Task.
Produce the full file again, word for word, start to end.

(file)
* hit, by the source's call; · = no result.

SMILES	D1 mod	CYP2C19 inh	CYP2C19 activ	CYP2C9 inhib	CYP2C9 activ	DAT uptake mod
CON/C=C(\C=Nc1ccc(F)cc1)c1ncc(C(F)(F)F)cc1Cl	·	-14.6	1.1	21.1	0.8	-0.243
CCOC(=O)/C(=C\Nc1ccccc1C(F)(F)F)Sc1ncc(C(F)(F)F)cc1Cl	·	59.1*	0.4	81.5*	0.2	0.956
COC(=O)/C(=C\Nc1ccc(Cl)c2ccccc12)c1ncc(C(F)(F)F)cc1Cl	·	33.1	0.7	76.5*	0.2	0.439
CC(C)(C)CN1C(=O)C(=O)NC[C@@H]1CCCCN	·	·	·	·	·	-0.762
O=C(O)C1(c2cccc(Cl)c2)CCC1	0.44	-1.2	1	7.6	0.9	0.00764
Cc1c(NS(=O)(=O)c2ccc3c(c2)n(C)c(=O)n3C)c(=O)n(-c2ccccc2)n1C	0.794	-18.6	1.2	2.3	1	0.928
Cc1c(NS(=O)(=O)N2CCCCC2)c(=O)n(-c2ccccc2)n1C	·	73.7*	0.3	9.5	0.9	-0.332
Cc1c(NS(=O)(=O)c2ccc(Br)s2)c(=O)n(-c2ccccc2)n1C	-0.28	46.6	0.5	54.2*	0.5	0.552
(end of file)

* hit, by the source's call; · = no result.

SMILES	D1 mod	CYP2C19 inh	CYP2C19 activ	CYP2C9 inhib	CYP2C9 activ	DAT uptake mod
CON/C=C(\C=Nc1ccc(F)cc1)c1ncc(C(F)(F)F)cc1Cl	·	-14.6	1.1	21.1	0.8	-0.243
CCOC(=O)/C(=C\Nc1ccccc1C(F)(F)F)Sc1ncc(C(F)(F)F)cc1Cl	·	59.1*	0.4	81.5*	0.2	0.956
COC(=O)/C(=C\Nc1ccc(Cl)c2ccccc12)c1ncc(C(F)(F)F)cc1Cl	·	33.1	0.7	76.5*	0.2	0.439
CC(C)(C)CN1C(=O)C(=O)NC[C@@H]1CCCCN	·	·	·	·	·	-0.762
O=C(O)C1(c2cccc(Cl)c2)CCC1	0.44	-1.2	1	7.6	0.9	0.00764
Cc1c(NS(=O)(=O)c2ccc3c(c2)n(C)c(=O)n3C)c(=O)n(-c2ccccc2)n1C	0.794	-18.6	1.2	2.3	1	0.928
Cc1c(NS(=O)(=O)N2CCCCC2)c(=O)n(-c2ccccc2)n1C	·	73.7*	0.3	9.5	0.9	-0.332
Cc1c(NS(=O)(=O)c2ccc(Br)s2)c(=O)n(-c2ccccc2)n1C	-0.28	46.6	0.5	54.2*	0.5	0.552